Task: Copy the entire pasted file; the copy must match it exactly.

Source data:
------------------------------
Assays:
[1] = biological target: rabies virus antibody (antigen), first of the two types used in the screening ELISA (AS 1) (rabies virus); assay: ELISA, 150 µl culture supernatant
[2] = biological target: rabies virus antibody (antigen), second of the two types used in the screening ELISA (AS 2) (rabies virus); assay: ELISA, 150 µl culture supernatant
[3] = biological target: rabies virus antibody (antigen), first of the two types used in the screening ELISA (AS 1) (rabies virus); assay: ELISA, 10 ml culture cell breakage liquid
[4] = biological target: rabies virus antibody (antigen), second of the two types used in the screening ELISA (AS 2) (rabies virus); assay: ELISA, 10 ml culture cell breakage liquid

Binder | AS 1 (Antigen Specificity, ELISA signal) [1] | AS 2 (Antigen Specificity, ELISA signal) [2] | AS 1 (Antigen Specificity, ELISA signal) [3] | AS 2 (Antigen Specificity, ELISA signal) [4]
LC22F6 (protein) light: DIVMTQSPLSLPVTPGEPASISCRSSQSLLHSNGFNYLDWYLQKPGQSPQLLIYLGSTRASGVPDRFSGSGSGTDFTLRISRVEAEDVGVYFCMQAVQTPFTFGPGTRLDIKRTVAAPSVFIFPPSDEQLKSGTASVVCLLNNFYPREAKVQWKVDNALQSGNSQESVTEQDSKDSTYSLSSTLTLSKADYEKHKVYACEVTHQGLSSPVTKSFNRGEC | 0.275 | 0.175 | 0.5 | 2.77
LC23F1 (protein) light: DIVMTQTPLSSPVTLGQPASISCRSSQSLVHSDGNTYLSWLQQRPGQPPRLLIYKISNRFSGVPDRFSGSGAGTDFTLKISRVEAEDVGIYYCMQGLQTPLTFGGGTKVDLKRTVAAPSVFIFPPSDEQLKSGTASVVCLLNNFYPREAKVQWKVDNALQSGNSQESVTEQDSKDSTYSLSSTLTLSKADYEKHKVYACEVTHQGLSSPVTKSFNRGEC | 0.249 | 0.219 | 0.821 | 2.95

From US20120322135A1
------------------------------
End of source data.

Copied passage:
Assays:
[1] = biological target: rabies virus antibody (antigen), first of the two types used in the screening ELISA (AS 1) (rabies virus); assay: ELISA, 150 µl culture supernatant
[2] = biological target: rabies virus antibody (antigen), second of the two types used in the screening ELISA (AS 2) (rabies virus); assay: ELISA, 150 µl culture supernatant
[3] = biological target: rabies virus antibody (antigen), first of the two types used in the screening ELISA (AS 1) (rabies virus); assay: ELISA, 10 ml culture cell breakage liquid
[4] = biological target: rabies virus antibody (antigen), second of the two types used in the screening ELISA (AS 2) (rabies virus); assay: ELISA, 10 ml culture cell breakage liquid

Binder | AS 1 (Antigen Specificity, ELISA signal) [1] | AS 2 (Antigen Specificity, ELISA signal) [2] | AS 1 (Antigen Specificity, ELISA signal) [3] | AS 2 (Antigen Specificity, ELISA signal) [4]
LC22F6 (protein) light: DIVMTQSPLSLPVTPGEPASISCRSSQSLLHSNGFNYLDWYLQKPGQSPQLLIYLGSTRASGVPDRFSGSGSGTDFTLRISRVEAEDVGVYFCMQAVQTPFTFGPGTRLDIKRTVAAPSVFIFPPSDEQLKSGTASVVCLLNNFYPREAKVQWKVDNALQSGNSQESVTEQDSKDSTYSLSSTLTLSKADYEKHKVYACEVTHQGLSSPVTKSFNRGEC | 0.275 | 0.175 | 0.5 | 2.77
LC23F1 (protein) light: DIVMTQTPLSSPVTLGQPASISCRSSQSLVHSDGNTYLSWLQQRPGQPPRLLIYKISNRFSGVPDRFSGSGAGTDFTLKISRVEAEDVGIYYCMQGLQTPLTFGGGTKVDLKRTVAAPSVFIFPPSDEQLKSGTASVVCLLNNFYPREAKVQWKVDNALQSGNSQESVTEQDSKDSTYSLSSTLTLSKADYEKHKVYACEVTHQGLSSPVTKSFNRGEC | 0.249 | 0.219 | 0.821 | 2.95

From US20120322135A1